# Wave surface

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In mathematics, Fresnel's wave surface, found by Augustin-Jean Fresnel in 1822, is a quartic surface describing the propagation of light in an optically biaxial crystal. Wave surfaces are special cases of tetrahedroids which are in turn special cases of Kummer surfaces.

Augustin-Jean Fresnel was a French civil engineer and physicist whose research in optics led to the almost unanimous acceptance of the wave theory of light, excluding any remnant of Newton's corpuscular theory, from the late 1830s  until the end of the 19th century. He is perhaps better known for inventing the catadioptric (reflective/refractive) Fresnel lens and for pioneering the use of "stepped" lenses to extend the visibility of lighthouses, saving countless lives at sea. The simpler dioptric stepped lens, first proposed by Count Buffon  and independently reinvented by Fresnel, is used in screen magnifiers and in condenser lenses for overhead projectors.

In mathematics, especially in algebraic geometry, a quartic surface is a surface defined by an equation of degree 4.

In algebraic geometry, a tetrahedroid is a special kind of Kummer surface studied by Cayley (1846), with the property that the intersections with the faces of a fixed tetrahedron are given by two conics intersecting in four nodes. Tetrahedroids generalize Fresnel's wave surface.

In projective coordinates (w:x:y:z) the wave surface is given by

${\displaystyle {\frac {a^{2}x^{2}}{x^{2}+y^{2}+z^{2}-a^{2}w^{2}}}+{\frac {b^{2}y^{2}}{x^{2}+y^{2}+z^{2}-b^{2}w^{2}}}+{\frac {c^{2}z^{2}}{x^{2}+y^{2}+z^{2}-c^{2}w^{2}}}=0}$

## Related Research Articles

Diffraction refers to various phenomena that occur when a wave encounters an obstacle or a slit. It is defined as the bending of waves around the corners of an obstacle or through an aperture into the region of geometrical shadow of the obstacle/aperture. The diffracting object or aperture effectively becomes a secondary source of the propagating wave. Italian scientist Francesco Maria Grimaldi coined the word "diffraction" and was the first to record accurate observations of the phenomenon in 1660.

The Fresnel equations describe the reflection and transmission of light when incident on an interface between different optical media. They were deduced by Augustin-Jean Fresnel who was the first to understand that light is a transverse wave, even though no one realized that the "vibrations" of the wave were electric and magnetic fields. For the first time, polarization could be understood quantitatively, as Fresnel's equations correctly predicted the differing behaviour of waves of the s and p polarizations incident upon a material interface.

Total Internal Reflection (TIR) is the phenomenon that makes the water-to-air surface in a fish-tank look like a perfectly silvered mirror when viewed from below the water level (Fig. 1). Technically, TIR is the total reflection of a wave incident at a sufficiently oblique angle on the interface between two media, of which the second ("external") medium is transparent to such waves but has a higher wave velocity than the first ("internal") medium. TIR occurs not only with electromagnetic waves such as light waves and microwaves, but also with other types of waves, including sound and water waves. In the case of a narrow train of waves, such as a laser beam, we tend to speak of the total internal reflection of a "ray" (Fig. 2).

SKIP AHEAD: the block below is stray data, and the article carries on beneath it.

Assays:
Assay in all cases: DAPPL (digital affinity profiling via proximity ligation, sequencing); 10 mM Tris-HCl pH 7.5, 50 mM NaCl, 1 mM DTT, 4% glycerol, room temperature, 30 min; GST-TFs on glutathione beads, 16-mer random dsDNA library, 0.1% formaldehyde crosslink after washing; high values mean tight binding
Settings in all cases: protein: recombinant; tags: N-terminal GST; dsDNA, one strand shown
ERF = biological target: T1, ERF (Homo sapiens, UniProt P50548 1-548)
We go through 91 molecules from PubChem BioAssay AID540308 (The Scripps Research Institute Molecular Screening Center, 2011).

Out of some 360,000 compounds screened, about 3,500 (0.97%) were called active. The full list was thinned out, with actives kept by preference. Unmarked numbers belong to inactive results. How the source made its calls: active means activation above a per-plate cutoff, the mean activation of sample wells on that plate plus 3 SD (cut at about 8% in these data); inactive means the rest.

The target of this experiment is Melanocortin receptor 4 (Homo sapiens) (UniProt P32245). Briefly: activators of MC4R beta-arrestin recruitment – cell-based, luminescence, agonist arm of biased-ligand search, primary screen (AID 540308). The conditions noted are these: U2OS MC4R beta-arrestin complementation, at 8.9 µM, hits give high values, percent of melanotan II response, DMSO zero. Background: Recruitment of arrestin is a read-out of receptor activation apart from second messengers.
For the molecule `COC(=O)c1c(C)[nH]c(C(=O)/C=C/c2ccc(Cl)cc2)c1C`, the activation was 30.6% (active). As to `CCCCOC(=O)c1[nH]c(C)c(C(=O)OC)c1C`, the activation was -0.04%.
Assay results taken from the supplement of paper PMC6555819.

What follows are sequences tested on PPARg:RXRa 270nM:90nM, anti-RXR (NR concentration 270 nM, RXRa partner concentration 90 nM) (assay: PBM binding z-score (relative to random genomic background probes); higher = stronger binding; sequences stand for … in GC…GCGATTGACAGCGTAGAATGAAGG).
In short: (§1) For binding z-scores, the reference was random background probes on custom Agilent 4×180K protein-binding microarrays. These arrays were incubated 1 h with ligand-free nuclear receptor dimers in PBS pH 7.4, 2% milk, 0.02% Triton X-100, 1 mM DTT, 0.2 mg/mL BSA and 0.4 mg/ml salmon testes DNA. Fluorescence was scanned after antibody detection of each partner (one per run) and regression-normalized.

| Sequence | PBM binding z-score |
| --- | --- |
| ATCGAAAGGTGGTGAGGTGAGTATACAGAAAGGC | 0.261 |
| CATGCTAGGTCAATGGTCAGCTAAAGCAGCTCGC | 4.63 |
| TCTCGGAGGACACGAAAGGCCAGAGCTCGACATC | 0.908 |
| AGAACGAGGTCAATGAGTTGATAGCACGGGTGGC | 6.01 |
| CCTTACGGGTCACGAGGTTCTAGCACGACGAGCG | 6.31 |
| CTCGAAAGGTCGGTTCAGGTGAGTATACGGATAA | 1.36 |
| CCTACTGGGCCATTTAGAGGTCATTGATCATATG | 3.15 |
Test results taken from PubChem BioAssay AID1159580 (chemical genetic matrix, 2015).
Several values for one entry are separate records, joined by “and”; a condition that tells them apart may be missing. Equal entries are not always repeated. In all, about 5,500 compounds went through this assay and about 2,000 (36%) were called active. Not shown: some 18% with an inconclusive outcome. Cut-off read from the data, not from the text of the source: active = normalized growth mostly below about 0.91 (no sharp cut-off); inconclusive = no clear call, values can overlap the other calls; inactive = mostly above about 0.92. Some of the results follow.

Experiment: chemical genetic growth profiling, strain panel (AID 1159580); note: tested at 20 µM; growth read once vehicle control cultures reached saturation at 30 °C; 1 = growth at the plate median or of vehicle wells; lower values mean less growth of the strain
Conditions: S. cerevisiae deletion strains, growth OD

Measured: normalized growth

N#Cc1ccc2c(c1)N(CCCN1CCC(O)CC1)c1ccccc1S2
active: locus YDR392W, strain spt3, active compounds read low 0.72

Fermat's principle, also known as the principle of least time, is the link between ray optics and wave optics. In its original "strong" form, Fermat's principle states that the path taken by a ray between two given points is the path that can be traversed in the least time. In order to be true in all cases, this statement must be weakened by replacing the "least" time with a time that is "stationary" with respect to variations of the path — so that a deviation in the path causes, at most, a second-order change in the traversal time. To put it loosely, a ray path is surrounded by close paths that can be traversed in very close times. It can be shown that this technical definition corresponds to more intuitive notions of a ray, such as a line of sight or the path of a narrow beam.

Baron Siméon Denis Poisson FRS FRSE was a French mathematician, engineer, and physicist who made many scientific advances.

In algebra, a quartic function is a function of the form

In algebraic geometry, a Kummer quartic surface, first studied by Kummer (1864), is an irreducible nodal surface of degree 4 in with the maximal possible number of 16 double points. Any such surface is the Kummer variety of the Jacobian variety of a smooth hyperelliptic curve of genus 2; i.e. a quotient of the Jacobian by the Kummer involution x ↦ −x. The Kummer involution has 16 fixed points: the 16 2-torsion point of the Jacobian, and they are the 16 singular points of the quartic surface. Resolving the 16 double points of the quotient of a torus by the Kummer involution gives a K3 surface with 16 disjoint rational curves; these K3 surfaces are also sometimes called Kummer surfaces.

In mathematics, a Dupin cyclide or cyclide of Dupin is any geometric inversion of a standard torus, cylinder or double cone. In particular, these latter are themselves examples of Dupin cyclides. They were discovered by Charles Dupin in his 1803 dissertation under Gaspard Monge. The key property of a Dupin cyclide is that it is a channel surface in two different ways. This property means that Dupin cyclides are natural objects in Lie sphere geometry.